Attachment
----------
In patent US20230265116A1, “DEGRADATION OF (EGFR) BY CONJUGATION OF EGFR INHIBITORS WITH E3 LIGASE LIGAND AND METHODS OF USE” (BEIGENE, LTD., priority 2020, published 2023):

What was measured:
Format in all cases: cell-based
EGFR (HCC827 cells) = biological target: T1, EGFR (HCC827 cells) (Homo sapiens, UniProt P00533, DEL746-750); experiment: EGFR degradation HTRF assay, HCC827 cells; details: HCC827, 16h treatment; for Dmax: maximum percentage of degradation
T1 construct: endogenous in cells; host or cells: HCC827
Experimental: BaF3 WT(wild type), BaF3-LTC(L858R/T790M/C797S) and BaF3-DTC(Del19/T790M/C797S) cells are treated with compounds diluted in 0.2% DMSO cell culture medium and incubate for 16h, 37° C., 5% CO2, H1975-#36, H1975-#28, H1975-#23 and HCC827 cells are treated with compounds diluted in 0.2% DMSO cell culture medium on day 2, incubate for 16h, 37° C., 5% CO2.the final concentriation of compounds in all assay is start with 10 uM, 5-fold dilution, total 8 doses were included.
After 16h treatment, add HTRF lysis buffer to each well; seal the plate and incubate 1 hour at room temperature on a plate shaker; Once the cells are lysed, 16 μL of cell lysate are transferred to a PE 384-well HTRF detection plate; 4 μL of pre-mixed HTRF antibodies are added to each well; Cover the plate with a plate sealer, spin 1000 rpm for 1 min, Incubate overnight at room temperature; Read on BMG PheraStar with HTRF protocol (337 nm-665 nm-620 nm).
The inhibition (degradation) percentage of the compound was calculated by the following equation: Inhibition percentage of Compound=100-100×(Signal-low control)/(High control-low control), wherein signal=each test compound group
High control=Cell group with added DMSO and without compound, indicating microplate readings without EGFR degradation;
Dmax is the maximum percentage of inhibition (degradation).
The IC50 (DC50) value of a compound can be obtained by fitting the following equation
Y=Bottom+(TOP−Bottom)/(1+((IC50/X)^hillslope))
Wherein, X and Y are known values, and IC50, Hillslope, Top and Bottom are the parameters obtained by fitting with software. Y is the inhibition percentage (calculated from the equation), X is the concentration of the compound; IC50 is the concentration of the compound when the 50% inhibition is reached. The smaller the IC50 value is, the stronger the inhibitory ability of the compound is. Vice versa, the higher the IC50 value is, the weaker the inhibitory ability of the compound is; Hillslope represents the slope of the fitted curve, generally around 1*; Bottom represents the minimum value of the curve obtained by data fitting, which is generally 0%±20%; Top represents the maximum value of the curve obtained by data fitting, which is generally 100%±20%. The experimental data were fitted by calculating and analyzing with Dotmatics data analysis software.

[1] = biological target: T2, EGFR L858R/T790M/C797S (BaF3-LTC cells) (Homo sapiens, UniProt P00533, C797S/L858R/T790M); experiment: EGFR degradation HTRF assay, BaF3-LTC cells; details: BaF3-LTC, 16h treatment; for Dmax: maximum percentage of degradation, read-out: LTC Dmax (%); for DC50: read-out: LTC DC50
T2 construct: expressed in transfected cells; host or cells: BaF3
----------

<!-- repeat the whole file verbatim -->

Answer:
In patent US20230265116A1, “DEGRADATION OF (EGFR) BY CONJUGATION OF EGFR INHIBITORS WITH E3 LIGASE LIGAND AND METHODS OF USE” (BEIGENE, LTD., priority 2020, published 2023):

What was measured:
Format in all cases: cell-based
EGFR (HCC827 cells) = biological target: T1, EGFR (HCC827 cells) (Homo sapiens, UniProt P00533, DEL746-750); experiment: EGFR degradation HTRF assay, HCC827 cells; details: HCC827, 16h treatment; for Dmax: maximum percentage of degradation
T1 construct: endogenous in cells; host or cells: HCC827
Experimental: BaF3 WT(wild type), BaF3-LTC(L858R/T790M/C797S) and BaF3-DTC(Del19/T790M/C797S) cells are treated with compounds diluted in 0.2% DMSO cell culture medium and incubate for 16h, 37° C., 5% CO2, H1975-#36, H1975-#28, H1975-#23 and HCC827 cells are treated with compounds diluted in 0.2% DMSO cell culture medium on day 2, incubate for 16h, 37° C., 5% CO2.the final concentriation of compounds in all assay is start with 10 uM, 5-fold dilution, total 8 doses were included.
After 16h treatment, add HTRF lysis buffer to each well; seal the plate and incubate 1 hour at room temperature on a plate shaker; Once the cells are lysed, 16 μL of cell lysate are transferred to a PE 384-well HTRF detection plate; 4 μL of pre-mixed HTRF antibodies are added to each well; Cover the plate with a plate sealer, spin 1000 rpm for 1 min, Incubate overnight at room temperature; Read on BMG PheraStar with HTRF protocol (337 nm-665 nm-620 nm).
The inhibition (degradation) percentage of the compound was calculated by the following equation: Inhibition percentage of Compound=100-100×(Signal-low control)/(High control-low control), wherein signal=each test compound group
High control=Cell group with added DMSO and without compound, indicating microplate readings without EGFR degradation;
Dmax is the maximum percentage of inhibition (degradation).
The IC50 (DC50) value of a compound can be obtained by fitting the following equation
Y=Bottom+(TOP−Bottom)/(1+((IC50/X)^hillslope))
Wherein, X and Y are known values, and IC50, Hillslope, Top and Bottom are the parameters obtained by fitting with software. Y is the inhibition percentage (calculated from the equation), X is the concentration of the compound; IC50 is the concentration of the compound when the 50% inhibition is reached. The smaller the IC50 value is, the stronger the inhibitory ability of the compound is. Vice versa, the higher the IC50 value is, the weaker the inhibitory ability of the compound is; Hillslope represents the slope of the fitted curve, generally around 1*; Bottom represents the minimum value of the curve obtained by data fitting, which is generally 0%±20%; Top represents the maximum value of the curve obtained by data fitting, which is generally 100%±20%. The experimental data were fitted by calculating and analyzing with Dotmatics data analysis software.

[1] = biological target: T2, EGFR L858R/T790M/C797S (BaF3-LTC cells) (Homo sapiens, UniProt P00533, C797S/L858R/T790M); experiment: EGFR degradation HTRF assay, BaF3-LTC cells; details: BaF3-LTC, 16h treatment; for Dmax: maximum percentage of degradation, read-out: LTC Dmax (%); for DC50: read-out: LTC DC50
T2 construct: expressed in transfected cells; host or cells: BaF3